“He is past help,” murmured he; “he runs to his ruin, and the voice of warning is unheeded. But how, if he should happen to be right? How, if he with his worldly wisdom and his theory of earthly happiness, should be more conformable to the will of God than we with our virtue and our doctrine of renunciation? Ah, yes, the world is so beautiful, it seems made entirely for pleasure and enjoyment, and yet men wander through it with tearful eyes, disregarding its beauty, and refusing to share its pleasures. All, except man, is free on earth. He alone lies in constraining bands, and his heart bleeds while all creation rejoices. No, no, that cannot be; every individual does what he can to render mankind free and happy, and I also will do my part. God has laid great power in my hand, and I will use it so long as it is mine.”
Thus speaking, the pope left the garden, and hastened up to his study.
“Signor Galiandro,” said he, to his private secretary, “did you not speak to me to-day of several petitions received, in which people begged for dispensations from monk and cloister vows?”
Signor Galiandro smilingly rummaged among a mass of papers that covered the pope’s writing-table.
“In the last four weeks some fifty such petitions have been received. Since your holiness has released several monks and nuns from their vows, all these pious brides of Christ and these consecrated priests seem to have tired of their cloister life, and long to be out in the world again.”
“Whoever does not freely and willingly remain in the house of the Lord, we will not retain them,” said Ganganelli. “Compelled service of the Lord is no service, and the prayer of the lips without the concurrence of the heart is null! Give me all these petitions that I may grant them! The love of the world is awakened in these monks and nuns, and we will give back to the world what belongs to the world. With their resisting and struggling hearts they will make but bad priests and nuns; perhaps it will be better for them to become founders of families. And they who honestly do their duty, equally serve God, whether they are in a cloister or in the bosoms of their families.”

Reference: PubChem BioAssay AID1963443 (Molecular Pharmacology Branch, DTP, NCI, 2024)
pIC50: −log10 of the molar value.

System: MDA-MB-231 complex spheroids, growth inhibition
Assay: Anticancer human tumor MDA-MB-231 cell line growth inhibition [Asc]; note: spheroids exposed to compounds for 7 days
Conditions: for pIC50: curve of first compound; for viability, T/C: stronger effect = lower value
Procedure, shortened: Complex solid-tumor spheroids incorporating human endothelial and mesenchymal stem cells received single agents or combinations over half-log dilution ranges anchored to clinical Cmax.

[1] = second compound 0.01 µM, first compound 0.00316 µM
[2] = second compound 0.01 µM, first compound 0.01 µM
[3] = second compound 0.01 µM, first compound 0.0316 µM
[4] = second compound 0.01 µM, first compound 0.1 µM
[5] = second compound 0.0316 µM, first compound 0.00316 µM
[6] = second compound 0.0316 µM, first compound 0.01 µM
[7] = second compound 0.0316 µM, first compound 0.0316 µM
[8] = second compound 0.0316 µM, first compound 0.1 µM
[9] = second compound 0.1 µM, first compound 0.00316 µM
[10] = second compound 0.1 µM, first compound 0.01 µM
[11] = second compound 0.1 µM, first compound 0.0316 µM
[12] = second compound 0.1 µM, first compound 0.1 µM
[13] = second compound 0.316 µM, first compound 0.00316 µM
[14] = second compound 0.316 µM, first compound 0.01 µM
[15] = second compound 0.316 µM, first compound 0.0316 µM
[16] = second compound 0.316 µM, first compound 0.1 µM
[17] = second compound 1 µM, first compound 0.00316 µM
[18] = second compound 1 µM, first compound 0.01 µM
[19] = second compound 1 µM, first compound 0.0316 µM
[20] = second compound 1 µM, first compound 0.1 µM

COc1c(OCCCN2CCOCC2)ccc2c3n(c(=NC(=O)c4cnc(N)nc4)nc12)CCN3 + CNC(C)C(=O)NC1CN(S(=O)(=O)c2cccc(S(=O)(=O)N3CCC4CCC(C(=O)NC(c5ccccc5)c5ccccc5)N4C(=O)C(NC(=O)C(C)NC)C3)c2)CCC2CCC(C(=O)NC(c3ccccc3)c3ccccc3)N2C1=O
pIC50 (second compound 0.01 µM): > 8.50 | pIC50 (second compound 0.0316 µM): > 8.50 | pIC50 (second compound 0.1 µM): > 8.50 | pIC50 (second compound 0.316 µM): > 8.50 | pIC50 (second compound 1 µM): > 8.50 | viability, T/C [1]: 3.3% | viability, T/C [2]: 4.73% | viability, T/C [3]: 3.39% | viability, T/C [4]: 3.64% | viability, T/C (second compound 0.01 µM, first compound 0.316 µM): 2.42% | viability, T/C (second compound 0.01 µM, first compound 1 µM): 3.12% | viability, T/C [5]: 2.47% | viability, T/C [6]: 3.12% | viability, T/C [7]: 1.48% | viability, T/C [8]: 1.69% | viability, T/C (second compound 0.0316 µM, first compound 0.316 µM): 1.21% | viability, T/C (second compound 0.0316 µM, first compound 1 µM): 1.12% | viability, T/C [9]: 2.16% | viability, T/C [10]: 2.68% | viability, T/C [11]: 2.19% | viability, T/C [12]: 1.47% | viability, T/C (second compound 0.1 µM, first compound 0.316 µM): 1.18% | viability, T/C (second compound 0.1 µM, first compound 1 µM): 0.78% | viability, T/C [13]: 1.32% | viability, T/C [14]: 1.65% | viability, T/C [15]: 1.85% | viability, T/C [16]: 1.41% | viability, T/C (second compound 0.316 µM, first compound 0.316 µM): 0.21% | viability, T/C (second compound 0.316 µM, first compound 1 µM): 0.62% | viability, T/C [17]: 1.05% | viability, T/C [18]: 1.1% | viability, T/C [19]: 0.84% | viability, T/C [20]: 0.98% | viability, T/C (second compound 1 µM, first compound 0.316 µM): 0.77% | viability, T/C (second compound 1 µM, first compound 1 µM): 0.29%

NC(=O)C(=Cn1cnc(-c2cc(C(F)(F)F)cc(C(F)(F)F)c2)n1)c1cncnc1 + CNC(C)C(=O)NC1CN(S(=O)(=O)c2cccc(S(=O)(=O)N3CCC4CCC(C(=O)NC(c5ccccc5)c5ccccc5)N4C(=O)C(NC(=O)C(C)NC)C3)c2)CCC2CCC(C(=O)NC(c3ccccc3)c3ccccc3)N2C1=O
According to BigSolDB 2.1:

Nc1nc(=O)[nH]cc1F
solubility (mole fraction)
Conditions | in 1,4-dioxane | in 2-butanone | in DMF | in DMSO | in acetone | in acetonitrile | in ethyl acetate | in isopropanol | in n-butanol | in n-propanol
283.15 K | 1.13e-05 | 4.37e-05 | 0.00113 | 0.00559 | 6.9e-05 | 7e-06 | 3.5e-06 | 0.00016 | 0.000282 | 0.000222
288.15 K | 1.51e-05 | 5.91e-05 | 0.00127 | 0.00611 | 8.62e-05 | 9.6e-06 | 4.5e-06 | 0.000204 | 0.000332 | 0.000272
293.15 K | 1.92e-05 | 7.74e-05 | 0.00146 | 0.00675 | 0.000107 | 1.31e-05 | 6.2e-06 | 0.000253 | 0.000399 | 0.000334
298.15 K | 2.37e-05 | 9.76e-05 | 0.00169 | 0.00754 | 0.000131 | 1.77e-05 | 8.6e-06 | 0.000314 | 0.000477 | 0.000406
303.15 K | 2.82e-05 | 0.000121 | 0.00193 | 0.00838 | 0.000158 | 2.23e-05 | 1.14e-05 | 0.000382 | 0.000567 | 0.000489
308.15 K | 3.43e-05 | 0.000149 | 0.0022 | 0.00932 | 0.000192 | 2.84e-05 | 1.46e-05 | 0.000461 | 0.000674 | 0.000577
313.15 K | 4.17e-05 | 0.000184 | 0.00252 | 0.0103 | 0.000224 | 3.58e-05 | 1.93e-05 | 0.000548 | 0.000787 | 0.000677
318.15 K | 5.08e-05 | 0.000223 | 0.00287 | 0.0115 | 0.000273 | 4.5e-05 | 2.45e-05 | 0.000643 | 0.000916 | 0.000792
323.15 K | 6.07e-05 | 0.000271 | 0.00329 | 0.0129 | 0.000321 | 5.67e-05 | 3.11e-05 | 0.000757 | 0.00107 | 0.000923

The pope seated himself at his writing-table, and after having carefully examined all the petitions for dispensations, signed his consent, and smilingly handed them back to his secretary.
“I hope we have here made some people happy,” said he, rising, “and therefore it may, perhaps, be allowed us also to be happy in our own way for a quarter of an hour.”
He lightly touched the silver bell suspended over his writing-table, and at the immediately opened door appeared the pleasant and well-nourished face of brother Lorenzo, the Franciscan monk, who performed the whole service of the pope.
“Lorenzo,” said Ganganelli, with a smile, “let us go down into the poultry-yard. You must show me the young chickens of which you told me yesterday. And hear, would it be asking too much to beg of you to bring my dinner into the garden?”